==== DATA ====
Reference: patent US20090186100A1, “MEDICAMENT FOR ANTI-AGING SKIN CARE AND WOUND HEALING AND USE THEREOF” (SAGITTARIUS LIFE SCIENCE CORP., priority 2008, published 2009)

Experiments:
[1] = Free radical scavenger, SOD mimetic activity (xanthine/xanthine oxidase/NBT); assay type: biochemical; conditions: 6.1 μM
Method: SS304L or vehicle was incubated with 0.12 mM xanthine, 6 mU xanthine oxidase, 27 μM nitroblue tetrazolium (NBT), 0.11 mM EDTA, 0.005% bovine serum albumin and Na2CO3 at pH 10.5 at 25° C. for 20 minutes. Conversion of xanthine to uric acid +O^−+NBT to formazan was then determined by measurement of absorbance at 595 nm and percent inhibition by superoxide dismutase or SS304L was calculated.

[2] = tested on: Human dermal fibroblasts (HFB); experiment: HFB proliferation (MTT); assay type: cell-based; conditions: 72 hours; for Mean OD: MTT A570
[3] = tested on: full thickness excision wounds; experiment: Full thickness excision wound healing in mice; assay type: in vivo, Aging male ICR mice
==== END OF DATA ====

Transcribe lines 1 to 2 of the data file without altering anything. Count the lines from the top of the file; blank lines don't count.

Reference: patent US20090186100A1, “MEDICAMENT FOR ANTI-AGING SKIN CARE AND WOUND HEALING AND USE THEREOF” (SAGITTARIUS LIFE SCIENCE CORP., priority 2008, published 2009)

Experiments: